Consider becoming an advocate for the issues that are important to you.
To be an advocate, you don’t need to be an expert, although it does help to have an understanding about the issue(s) or a knowledge about the place. What follows are a few suggestions on how to speak on behalf of the issues you hold dear.
Educate yourself on the issue you want to represent. What organizations are talking about the issue? Learn more from them—read their website, newsletter, listen to their podcasts. What are the opposing views?
If an organization has a volunteer or advocacy newsletter—sign up! Participate in activities that will broaden your understanding.
When speaking, represent your own views or your slice of knowledge on an issue. For example, if you are concerned about lack of funding for park and forests maintenance, talk about your experience in parks and forests. Do NOT speak FOR an organization unless requested to do so, but DO speak about an issue on which you are passionate.
Invite others to join you in your volunteerism or host discussions about the issue. Some of the issues that we are facing—climate change, need for investment in our parks and forests, protection of the environment, fair districts--all need a cadre of concerned citizens to speak on their behalf.
While social media may be a good platform for recruiting volunteers and sharing information it is rarely a platform for debate.
Consider fundraising for your cause! Advocacy takes money. Trees take money. Turn your birthday party into a fundraiser for your cause—either online or in person. Consider donations to your favorite nonprofit in lieu of gifts.
Join an advocacy day on the issue of importance. To be a voice for our parks and forests, mark May 19th on your calendar and plan to join others in Harrisburg. Elected officials react more positively to visits from constituents than visits by staff paid to talk about the issue.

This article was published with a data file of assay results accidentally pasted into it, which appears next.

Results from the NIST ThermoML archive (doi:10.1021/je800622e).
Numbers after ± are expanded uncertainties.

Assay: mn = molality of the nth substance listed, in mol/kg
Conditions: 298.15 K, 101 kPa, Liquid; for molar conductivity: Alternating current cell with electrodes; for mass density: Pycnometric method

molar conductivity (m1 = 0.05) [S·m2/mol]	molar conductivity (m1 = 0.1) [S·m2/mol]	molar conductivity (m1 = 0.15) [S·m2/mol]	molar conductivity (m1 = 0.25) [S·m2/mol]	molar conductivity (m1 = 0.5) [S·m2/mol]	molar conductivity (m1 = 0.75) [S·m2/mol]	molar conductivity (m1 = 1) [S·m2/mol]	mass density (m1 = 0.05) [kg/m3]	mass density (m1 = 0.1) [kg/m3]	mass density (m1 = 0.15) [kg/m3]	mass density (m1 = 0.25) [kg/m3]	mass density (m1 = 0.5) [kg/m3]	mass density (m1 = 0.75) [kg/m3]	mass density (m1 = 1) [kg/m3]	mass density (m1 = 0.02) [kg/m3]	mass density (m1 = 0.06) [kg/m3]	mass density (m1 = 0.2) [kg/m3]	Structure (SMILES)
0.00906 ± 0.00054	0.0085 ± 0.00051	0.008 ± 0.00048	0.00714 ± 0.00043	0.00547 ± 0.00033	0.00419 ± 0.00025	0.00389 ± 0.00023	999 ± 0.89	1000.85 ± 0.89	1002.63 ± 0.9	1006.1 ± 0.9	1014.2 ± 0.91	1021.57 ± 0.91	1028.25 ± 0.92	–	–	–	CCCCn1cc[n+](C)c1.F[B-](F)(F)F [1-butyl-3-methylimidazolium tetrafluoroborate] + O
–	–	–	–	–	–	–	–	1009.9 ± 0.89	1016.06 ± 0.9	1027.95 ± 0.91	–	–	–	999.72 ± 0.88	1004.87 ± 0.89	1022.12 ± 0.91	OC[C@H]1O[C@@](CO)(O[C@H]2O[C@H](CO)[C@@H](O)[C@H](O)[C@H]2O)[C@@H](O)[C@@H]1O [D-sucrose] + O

Educate others—invite people to hear a presenter or show a documentary (see PaConservationHeritage.org for some great documentaries) and discuss.
Make lifestyle changes that fit the issue in which you want to see action occur. Concerned about climate change? Reduce your dependence on fossil fuels or cut your food waste. Concerned about state parks and forests? Join or start a friends group or take on a needs list project. Community parks your concern? Attend local meetings and volunteer on a committee.
With permission from an organization addressing the cause you support, think about ways to support them…but remember to communicate with the group to make sure that your messaging is on target.
People of all ages can advocate—by making lifestyle changes, hosting informational meetings, joining a group, volunteering, and more. Meet with or write letters to elected officials at all levels of state government. Many conservation organizations will provide talking points on the issues that they follow and will notify their members and readers when actions need occur.
Make EarthDay50 the year that YOU begin to speak for the trees (and clean air, clean water, your environmental rights…) Visit the Partnerspage to learn more about the partners to EarthDay50PA or visit Protect Our Parks and Forests through the Pennsylvania Parks & Forests Foundation to see how you can be a voice for your state lands.